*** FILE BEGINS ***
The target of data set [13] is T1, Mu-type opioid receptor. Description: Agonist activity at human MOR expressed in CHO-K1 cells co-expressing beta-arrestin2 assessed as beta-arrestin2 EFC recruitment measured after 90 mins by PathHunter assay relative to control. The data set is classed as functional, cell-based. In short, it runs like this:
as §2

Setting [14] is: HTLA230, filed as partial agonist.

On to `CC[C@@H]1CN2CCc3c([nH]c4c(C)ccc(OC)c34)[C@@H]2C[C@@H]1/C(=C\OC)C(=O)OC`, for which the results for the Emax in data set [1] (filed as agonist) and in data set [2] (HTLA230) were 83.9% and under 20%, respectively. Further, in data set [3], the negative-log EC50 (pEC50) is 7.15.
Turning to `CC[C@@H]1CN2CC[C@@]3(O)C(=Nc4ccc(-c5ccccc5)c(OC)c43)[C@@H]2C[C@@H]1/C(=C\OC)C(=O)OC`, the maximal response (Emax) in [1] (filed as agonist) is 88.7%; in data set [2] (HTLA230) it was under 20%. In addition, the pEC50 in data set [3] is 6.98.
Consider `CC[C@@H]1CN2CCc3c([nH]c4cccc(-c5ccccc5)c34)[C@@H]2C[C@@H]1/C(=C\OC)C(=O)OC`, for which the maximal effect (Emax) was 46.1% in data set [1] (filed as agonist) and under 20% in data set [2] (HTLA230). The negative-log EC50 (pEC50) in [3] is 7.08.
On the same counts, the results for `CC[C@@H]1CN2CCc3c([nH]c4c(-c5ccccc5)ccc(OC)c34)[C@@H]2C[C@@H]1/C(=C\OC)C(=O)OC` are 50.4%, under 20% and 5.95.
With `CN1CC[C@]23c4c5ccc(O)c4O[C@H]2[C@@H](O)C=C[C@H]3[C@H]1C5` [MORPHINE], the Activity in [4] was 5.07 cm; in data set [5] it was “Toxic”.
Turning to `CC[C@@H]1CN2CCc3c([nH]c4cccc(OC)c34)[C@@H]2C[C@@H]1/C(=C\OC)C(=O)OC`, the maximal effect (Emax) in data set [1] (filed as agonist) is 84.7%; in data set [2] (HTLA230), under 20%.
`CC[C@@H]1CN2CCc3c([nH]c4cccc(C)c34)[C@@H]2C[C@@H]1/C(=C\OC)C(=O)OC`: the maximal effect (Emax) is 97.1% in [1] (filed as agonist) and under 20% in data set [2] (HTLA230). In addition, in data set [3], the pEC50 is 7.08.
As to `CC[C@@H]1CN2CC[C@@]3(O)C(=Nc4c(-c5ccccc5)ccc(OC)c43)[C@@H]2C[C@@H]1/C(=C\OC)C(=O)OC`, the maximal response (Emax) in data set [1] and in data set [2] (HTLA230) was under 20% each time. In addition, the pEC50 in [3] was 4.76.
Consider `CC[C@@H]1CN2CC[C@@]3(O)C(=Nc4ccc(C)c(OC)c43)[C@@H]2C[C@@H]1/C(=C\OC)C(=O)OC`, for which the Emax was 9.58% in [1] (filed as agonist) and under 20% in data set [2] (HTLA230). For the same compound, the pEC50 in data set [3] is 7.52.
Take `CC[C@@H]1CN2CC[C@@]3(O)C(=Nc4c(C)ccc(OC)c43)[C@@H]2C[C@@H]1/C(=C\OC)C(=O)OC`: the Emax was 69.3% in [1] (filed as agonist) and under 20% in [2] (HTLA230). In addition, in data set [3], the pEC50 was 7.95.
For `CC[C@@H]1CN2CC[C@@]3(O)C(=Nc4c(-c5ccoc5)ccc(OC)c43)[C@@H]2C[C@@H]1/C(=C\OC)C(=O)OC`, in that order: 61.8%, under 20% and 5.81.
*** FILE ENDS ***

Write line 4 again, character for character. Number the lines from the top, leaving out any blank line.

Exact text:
On to `CC[C@@H]1CN2CCc3c([nH]c4c(C)ccc(OC)c34)[C@@H]2C[C@@H]1/C(=C\OC)C(=O)OC`, for which the results for the Emax in data set [1] (filed as agonist) and in data set [2] (HTLA230) were 83.9% and under 20%, respectively. Further, in data set [3], the negative-log EC50 (pEC50) is 7.15.